Wednesday, 5 September 2012

Shut Up And Play The Hits - Review

It seems like it has been a lot longer than merely a year and a couple of months since legendary band LCD Soundsystem disbanded. Within that period of time, I, and most likely the rest of the LCD Soundsystem fanbase have wondered on various occasions whether quitting LCD was the right decision and whether James and co. would ultimately end up regretting their decision. James Murphy has certainly not taken out much time to dwell on the past, DJing with bandmate Pat Mahoney, rumoured to be on production duties for Arcade Fire and Yeah Yeah Yeahs as well as Klaxons – and working on a short film with Ron Howard and on top of that, he’s going to open a shop in Brooklyn that sells coffee amongst other things. If that wasn’t enough, Murphy mentions in Shut Up And Play The Hits that he also wants to have kids. Although Murphy regularly refers to the band ending as his ‘retirement’, it certainly doesn’t feel that way and Edith Bowman feels likewise - further addressing the use of the word in her live satellite Q&A, feeling that it isn’t his retirement.

However, for the acutely self-aware and self-conscious James Murphy, this definitely feels like the end, the last show at Madison Square Garden serving as a ‘funeral’ but as the opening line reads “If it’s a funeral, let’s have the best funeral ever”. It’s understandable that Murphy would want to preserve his pristine reputation as an artist and it shows just how self-aware he was as the band was cut off right on the cusp of them becoming a worldwide phenomenon. As it stands, LCD Soundsystem and James Murphy have become cult heroes; which seems to bode well for Murphy as he says he wants to be able to ride the subway and go get coffee, be a normal person as well as create music. Although, as with everything, he considers the other side of the story – if you love making music and you love giving that music to your fans, should you deprive them of that because of what seems to be a fear of fame?

Watching Shut Up And Play The Hits, it becomes painfully clear that the right decision was definitely made. Whilst we would all love another album, a reunion, a reunion tour; it just wouldn’t feel right for the fans or for the members of LCD Soundsystem. Their legacy has now been immortalised in visual form perfectly and to try to add to that would be everything James Murphy is afraid of about bands disintegrating when they get older. Even though, the terms on which the band separated were almost a bit confusing – to have a band so calmly and amicably announce that there would be many lasts and then after one massive farewell show, the band would end, is a very rare instance.

Although, this farewell show was no ordinary farewell, there were few clich├ęs just as Murphy had intended. However, there are cameos from a crowd surfing Aziz Ansari and dancing Donald Glover, a somehow amusing overly emotional crying fan, spaceships, special guests including Arcade Fire, a choir dressed in DFA spacesuits as well as hundreds of balloons falling from the sky in slo-mo being bounded across the venue interspersed with shots of Murphy throwing and kicking balloons back into the crowd. Whilst a lot of the focus in Shut Up And Play The Hits surrounds the final show; it also follows the journey of James Murphy in the days before the show and shortly after. By showing the background to the show, it really makes the whole experience a lot more emotional.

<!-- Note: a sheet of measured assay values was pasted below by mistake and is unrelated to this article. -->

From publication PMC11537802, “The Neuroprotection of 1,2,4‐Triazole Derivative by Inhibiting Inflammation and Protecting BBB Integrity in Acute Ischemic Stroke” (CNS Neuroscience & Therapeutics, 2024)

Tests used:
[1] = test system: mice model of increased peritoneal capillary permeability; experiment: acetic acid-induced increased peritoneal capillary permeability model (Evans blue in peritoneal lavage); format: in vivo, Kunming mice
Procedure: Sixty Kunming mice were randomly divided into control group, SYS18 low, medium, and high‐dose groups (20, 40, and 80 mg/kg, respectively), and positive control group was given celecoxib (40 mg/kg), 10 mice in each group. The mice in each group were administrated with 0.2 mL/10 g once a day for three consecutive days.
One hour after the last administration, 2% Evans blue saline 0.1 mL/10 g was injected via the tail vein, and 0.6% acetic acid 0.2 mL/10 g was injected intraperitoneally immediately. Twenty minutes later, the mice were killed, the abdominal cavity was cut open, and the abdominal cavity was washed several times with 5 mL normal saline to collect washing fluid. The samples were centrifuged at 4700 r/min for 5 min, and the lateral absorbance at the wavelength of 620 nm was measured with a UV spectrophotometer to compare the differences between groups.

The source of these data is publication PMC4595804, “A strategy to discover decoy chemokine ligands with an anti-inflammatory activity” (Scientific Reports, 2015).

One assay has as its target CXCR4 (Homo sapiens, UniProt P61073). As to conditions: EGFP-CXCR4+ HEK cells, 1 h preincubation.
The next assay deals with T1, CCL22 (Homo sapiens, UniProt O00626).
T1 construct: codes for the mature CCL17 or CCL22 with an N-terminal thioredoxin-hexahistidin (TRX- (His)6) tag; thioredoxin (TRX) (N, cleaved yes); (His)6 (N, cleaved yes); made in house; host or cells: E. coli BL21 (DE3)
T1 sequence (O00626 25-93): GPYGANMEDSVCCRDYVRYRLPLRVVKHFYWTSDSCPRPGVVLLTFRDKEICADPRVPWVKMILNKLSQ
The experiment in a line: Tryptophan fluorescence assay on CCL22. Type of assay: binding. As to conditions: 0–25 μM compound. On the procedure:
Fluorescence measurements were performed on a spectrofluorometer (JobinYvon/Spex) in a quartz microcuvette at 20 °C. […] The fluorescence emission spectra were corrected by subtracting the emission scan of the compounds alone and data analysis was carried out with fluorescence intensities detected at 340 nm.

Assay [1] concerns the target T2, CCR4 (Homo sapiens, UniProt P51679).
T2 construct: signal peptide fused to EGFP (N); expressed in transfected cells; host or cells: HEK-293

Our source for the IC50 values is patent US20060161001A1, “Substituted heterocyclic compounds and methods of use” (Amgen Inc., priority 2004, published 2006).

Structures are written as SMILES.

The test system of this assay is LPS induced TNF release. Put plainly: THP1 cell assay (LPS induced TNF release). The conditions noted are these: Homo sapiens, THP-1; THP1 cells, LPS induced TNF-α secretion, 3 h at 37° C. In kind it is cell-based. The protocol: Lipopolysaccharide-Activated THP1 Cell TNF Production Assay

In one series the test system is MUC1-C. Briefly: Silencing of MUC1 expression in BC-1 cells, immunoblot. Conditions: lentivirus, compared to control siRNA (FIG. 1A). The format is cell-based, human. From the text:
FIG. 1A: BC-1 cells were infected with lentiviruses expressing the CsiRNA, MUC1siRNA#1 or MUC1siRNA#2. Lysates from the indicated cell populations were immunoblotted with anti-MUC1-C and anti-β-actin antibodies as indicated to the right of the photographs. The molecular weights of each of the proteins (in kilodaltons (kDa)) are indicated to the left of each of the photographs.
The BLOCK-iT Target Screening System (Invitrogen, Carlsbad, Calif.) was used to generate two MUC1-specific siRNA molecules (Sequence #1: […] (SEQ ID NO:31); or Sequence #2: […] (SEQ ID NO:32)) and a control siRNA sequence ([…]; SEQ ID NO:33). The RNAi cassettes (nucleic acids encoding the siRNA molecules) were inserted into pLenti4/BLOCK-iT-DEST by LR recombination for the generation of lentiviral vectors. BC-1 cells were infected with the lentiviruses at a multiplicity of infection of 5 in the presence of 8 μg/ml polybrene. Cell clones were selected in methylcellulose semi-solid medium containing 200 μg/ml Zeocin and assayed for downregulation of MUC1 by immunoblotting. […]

The more personal scenes that are in between gig scenes start off more mundane with Murphy making coffee and taking his dog out for a walk – portraying him as someone just as normal as anyone else. As we develop this human connection with him throughout the film, it becomes even harder when we watch the reaction to the aftermath of the Madison Square Garden show. The brief scene in which he sits down in the storage room and the silence cuts like a knife for a minute or so before breaking down into tears on camera is heartbreaking to watch. When an interviewer asks him what he thinks the sole failure of LCD was, he responds with a somewhat unsurprising answer - that time will tell but ending the band could be that failure. To some, the interviewer will seem pretentious and annoying but he does provoke answers from Murphy that are very interesting, especially as he doesn’t like “boring interviews”, like those with questions such as “Did Daft Punk really play at your house?”

Interestingly, Shut Up And Play The Hits is made by the same people who made Blur’s reunion DVD, Dylan Southern and Will Lovelace. No Distance Left To Run is the antithesis of Shut Up And Play The Hits so it’s interesting to see the difference between a reunion documentary and a break-up documentary but the same emotional connection is maintained and the same type of slow motion intimate crowd shots are seen throughout SUAPTH. These give a clearer picture of the atmosphere at Madison Square Garden, something that would not have the same impact if mostly focused on the band playing and only rarely glancing at the sea of bobbing heads.

Even though the songs played live on Shut Up And Play The Hits are only a quarter of what LCD will have played that night, it gives a glimpse into what it felt like to be there, as the band and as the fans. There is really nothing to be criticised about this fitting tribute to a wonderful band that never set one foot wrong in their musical career. An emotional sight into the lead up to LCD Soundsystem’s break up and the various reasons that caused it to happen combined with concert footage that will make you want to dance yrself clean with someone great.


Aurora Mitchell

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